In part one of his interview, former New York Knick great Earl Monroe joins Pat to discuss his life, career and new book, EARL THE PEARL.
In part two of his interview, NBA great Earl “The Pearl” Monroe continues his conversation with Pat about his thoughts on the NBA, the New York Knicks and beyond.
In part one of his interview, former head of the training team at Disney’s corporate headquarter, Doug Lipp, takes us on an entertaining and insightful journey behind the scenes to discover both the secret of Disney’s success and how it and other organizations have overcome spectacular challenges.
In part two of his interview, Disney customer service and global competitiveness expert, Doug Lipp, discusses what it takes to create world-class employees who are famous for their friendliness, knowledge, passion, and superior customer service.
In part one of his interview with famed athletic trainer, Tim Grover, Pat Williams asks Tim what it’s like to train the world’s best basketball players like Michael Jordan, Kobe Bryant and Dwyane Wade.
In part two of his interview with famed athletic trainer, Tim Grover, Pat Williams asks what it takes to go from good to great to unstoppable and other secrets from Tim’s new book, RELENTLESS.
I saw the movie 42 this weekend and must say it is TERRIFIC. An absolutely must-see film. Myadvice is to follow it up by reading my book, “How to Be Like Jackie Robinson.” It’s a perfect companion to the movie. I interviewed about 1,100 people who played with or against Jackie Robinson, many now deceased. Rachel, Sharon and David Robinson were extremely cooperative and helpful with my project. Enjoy the movie and the book!
In part one of his interview with baseball historian and sports journalist, Ron Kaplan, Pat Williams discusses the Ron’s new book, 501 Baseball Books Fans Must Read Before They Die.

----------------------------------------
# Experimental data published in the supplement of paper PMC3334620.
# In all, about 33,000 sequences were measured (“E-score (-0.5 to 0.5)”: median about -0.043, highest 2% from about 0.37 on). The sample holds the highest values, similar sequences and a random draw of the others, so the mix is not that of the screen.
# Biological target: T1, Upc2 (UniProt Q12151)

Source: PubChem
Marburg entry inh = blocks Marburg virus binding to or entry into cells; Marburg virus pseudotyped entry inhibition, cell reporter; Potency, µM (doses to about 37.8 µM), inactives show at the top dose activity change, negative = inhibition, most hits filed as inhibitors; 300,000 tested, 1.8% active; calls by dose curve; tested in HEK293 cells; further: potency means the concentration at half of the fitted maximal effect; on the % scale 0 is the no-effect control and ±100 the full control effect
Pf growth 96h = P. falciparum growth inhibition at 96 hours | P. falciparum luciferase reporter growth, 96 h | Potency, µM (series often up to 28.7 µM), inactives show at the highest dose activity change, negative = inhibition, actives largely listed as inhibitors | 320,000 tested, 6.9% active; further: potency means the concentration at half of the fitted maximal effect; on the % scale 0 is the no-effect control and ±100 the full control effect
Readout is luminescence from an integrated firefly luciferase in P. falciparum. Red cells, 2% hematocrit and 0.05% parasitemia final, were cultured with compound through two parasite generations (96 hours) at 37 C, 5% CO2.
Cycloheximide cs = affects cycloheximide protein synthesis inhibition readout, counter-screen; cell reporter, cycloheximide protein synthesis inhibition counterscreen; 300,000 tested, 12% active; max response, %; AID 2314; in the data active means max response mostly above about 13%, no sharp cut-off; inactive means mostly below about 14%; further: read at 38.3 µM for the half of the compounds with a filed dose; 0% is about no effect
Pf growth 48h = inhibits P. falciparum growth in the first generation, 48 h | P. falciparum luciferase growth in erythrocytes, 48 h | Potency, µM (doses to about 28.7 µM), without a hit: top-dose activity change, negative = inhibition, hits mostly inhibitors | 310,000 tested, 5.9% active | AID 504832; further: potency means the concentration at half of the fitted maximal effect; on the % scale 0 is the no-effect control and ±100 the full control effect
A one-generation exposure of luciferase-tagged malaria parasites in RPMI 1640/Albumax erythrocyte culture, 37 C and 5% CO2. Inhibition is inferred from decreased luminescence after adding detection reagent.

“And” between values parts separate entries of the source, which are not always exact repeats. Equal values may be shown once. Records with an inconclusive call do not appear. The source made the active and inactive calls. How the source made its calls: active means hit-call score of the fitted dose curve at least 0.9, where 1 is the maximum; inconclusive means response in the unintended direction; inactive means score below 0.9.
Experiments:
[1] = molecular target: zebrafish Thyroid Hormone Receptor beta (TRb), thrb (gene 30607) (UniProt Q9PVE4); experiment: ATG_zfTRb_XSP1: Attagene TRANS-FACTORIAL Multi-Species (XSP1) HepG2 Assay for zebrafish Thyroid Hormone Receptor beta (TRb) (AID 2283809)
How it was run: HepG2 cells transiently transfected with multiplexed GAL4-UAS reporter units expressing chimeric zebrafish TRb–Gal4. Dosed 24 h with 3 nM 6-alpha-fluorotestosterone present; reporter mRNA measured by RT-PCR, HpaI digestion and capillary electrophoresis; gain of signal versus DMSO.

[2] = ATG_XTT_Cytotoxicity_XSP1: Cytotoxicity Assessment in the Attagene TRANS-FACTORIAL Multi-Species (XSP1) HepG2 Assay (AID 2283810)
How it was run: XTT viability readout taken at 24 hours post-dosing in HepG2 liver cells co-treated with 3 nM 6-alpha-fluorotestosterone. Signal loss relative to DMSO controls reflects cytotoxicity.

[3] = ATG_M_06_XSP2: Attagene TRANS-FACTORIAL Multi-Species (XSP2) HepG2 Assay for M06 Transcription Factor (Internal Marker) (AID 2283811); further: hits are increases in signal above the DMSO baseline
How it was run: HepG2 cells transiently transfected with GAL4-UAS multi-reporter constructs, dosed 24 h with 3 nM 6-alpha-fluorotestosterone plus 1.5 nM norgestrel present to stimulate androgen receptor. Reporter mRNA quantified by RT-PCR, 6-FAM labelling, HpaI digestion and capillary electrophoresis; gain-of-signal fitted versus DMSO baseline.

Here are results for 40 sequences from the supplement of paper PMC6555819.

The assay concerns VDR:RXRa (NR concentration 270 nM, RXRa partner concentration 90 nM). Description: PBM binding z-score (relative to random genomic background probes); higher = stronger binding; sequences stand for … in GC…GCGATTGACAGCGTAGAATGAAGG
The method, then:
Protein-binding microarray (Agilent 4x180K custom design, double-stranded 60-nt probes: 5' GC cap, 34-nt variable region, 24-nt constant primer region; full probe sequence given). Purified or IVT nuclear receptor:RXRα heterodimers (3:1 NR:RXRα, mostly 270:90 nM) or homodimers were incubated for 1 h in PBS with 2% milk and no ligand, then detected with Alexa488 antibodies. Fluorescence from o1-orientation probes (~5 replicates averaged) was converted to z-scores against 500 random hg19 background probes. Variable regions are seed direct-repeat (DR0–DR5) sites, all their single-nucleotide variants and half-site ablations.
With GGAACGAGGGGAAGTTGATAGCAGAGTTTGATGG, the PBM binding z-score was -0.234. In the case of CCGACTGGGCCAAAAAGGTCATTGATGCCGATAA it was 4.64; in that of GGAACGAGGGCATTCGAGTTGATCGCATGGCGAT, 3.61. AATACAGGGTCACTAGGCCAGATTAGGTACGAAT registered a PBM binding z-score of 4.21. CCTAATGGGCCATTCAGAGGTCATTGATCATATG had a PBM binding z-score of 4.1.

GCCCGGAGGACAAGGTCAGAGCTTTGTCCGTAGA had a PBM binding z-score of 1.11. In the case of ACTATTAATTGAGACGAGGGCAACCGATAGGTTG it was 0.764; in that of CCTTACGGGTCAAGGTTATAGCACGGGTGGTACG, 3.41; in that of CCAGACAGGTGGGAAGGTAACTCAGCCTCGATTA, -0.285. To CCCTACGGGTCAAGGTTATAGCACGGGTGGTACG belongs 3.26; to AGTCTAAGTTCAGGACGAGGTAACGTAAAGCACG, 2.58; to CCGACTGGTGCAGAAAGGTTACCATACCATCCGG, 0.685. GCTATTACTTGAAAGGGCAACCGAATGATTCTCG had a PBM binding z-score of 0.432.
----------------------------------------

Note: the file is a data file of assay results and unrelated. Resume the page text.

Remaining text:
And, in part two of the interview, Pat Williams wraps up his discussion of Ron’s new book, 501 Baseball Books Fans Must Read Before They Die.
Leadership is about the future, so all true leadership begins with vision.
Men and women of vision are people who have trained themselves to look over the horizon, to see what doesn’t yet exist, to see things others can’t see. Visionary leaders see earlier than others, farther than others, and more than others. Then they assemble teams of followers who catch that vision and hammer those dreams into reality. A leader starts with a vision and then works backward from that vision, figuring out each step it will take to turn that vision into a reality.
Vision has always been a prime ingredient of leadership excellence, and it always will be. General Colin Powell put it this way: “I don’t know that leadership in the twenty-first century will be essentially different from the leadership shown by Thomas Jefferson, George Washington, and their colleagues two hundred years ago. Leadership will always require people who have a vision of where they wish to take ‘the led.’ Leadership will always require people who are able to organize the effort of others to accomplish the objectives that flow from the vision.”
Vision produces three vital effects in the life of a leader:
First, vision keeps you focused. It wards off distractions. It keeps you from wandering down rabbit trails. Your vision of the future keeps you on the main highway to your goals. Leadership guru John Maxwell puts it this way: “Vision leads the leader. It paints the target. It sparks and fuels the fire within, and draws [the leader] forward.”
Sometimes, the future is clouded by today’s turbulent events. But even when we cannot see very far ahead, our vision keeps us focused on the way we should go. Novelist E. L. Doctorow puts it this way: “It’s like driving a car at night. You never see farther than your headlights, but you can make the whole trip that way.”